Police, Fire and School Officials Report on Safety Plans

Officials report on student safety, say school communities collaborate closely with public safety officials, and school programs help prevent safety concerns.


For Needham, safety in schools seems to be a focus for several town departments.

The Board of Selectmen met with Needham's chiefs of police and fire and the superintendent of schools at Tuesday night's meeting to discuss school safety and the best practices in place around the town.

School officials regularly meet with police, fire and public safety officials to discuss school safety, check in and review protocols, School Superintendent Dan Gutekanst said. Lockdown and fire drills are also regular practices within schools.

"We certainly did this after Sandy Hook as well, but it’s been a long-standing practice." Gutekanst explained, "it’s routine."

Needham Fire Chief Paul Buckley added that fire drills are mandated for the fire department, but police officers often participate and provide feedback--and vice-versa.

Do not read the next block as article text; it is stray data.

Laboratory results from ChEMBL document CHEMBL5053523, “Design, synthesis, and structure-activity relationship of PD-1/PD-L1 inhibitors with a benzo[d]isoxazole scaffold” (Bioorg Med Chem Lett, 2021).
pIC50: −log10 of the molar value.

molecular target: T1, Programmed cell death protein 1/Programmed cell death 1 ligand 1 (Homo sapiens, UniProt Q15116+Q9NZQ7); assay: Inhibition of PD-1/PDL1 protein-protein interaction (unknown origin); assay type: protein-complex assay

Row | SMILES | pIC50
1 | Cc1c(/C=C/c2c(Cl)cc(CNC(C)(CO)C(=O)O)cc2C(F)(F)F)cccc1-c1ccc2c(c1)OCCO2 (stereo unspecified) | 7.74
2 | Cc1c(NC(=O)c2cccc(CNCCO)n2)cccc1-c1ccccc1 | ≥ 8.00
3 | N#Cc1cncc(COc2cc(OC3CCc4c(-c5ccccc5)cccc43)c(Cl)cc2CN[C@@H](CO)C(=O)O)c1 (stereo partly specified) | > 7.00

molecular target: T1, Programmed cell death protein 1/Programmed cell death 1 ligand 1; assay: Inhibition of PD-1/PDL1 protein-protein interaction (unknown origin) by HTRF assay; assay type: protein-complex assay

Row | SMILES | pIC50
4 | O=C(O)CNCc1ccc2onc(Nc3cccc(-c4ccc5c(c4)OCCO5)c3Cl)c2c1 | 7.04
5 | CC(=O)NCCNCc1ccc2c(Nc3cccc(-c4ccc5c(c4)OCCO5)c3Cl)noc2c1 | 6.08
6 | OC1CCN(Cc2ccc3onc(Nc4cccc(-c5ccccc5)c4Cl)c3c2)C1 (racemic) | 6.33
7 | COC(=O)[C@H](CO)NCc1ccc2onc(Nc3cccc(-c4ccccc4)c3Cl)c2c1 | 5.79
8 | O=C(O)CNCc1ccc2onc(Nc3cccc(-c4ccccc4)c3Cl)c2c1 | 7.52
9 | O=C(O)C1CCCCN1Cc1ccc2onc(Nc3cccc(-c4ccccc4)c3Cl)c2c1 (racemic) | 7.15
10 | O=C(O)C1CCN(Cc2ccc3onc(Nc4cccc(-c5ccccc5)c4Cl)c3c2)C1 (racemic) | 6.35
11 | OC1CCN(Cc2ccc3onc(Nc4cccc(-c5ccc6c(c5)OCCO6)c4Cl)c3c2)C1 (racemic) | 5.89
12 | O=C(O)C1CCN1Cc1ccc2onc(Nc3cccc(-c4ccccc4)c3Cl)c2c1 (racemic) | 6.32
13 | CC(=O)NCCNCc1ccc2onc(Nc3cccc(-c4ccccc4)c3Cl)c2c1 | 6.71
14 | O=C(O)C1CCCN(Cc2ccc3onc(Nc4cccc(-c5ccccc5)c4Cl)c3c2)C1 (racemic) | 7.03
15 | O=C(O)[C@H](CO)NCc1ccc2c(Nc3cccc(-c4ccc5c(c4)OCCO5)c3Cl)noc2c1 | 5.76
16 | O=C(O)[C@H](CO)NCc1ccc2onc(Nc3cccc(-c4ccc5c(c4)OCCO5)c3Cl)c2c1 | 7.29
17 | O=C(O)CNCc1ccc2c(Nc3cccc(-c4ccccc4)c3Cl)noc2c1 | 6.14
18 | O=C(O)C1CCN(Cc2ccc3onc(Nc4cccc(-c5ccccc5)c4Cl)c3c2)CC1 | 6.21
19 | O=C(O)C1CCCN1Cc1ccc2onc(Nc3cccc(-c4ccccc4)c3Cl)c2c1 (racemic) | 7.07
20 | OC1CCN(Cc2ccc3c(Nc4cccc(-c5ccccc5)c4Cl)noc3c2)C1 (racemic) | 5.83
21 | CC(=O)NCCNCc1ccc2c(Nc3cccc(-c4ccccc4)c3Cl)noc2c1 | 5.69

With apparent pleasure, Selectman Matt Borrelli noted some amazement at the drills his second grade daughter told him about. He also said that he received a number of calls from the schools, as a parent, informing him on the school system's response to the Sandy Hook shooting.

In addition to drills, Police Chief Phil Droney explained that all of the schools have emergency plans, including blueprints, contact information for staff and faculty, and traffic diversion plans if needed. These plans are not public information.

The police and fire department preparations are only part of what Superintendent Gutekanst calls "wraparound" services, which he believes is a key factor 

Said Gutenkanst, "I think Needham is wise, and ahead in many ways."

He explained that, in addition to the police and fire programs the town has, the school community has programs like substance abuse education and suicide prevention.  

"All of these make sure parents and students have a place, and know they can go somewhere." Gutenkast added. "[police and fire] are reactive, but you're also very preventative."

The Superintendent also said that new buzzers and security doors are coming to some school buildings to make them more secure. The Pollard School is also receiving a phone system upgrade, and radios at the High School will keep communication open if phones are disabled.

During construction at Newman Elementary, school officials submitted over 500 CORI checks for workers--and spoke to some of the construction workers who raised concerns. Workers were also required to wear identification badges when on school grounds.

"We do think about it: we can’t guarantee safety when someone walks into a school," said Gutenkanst.


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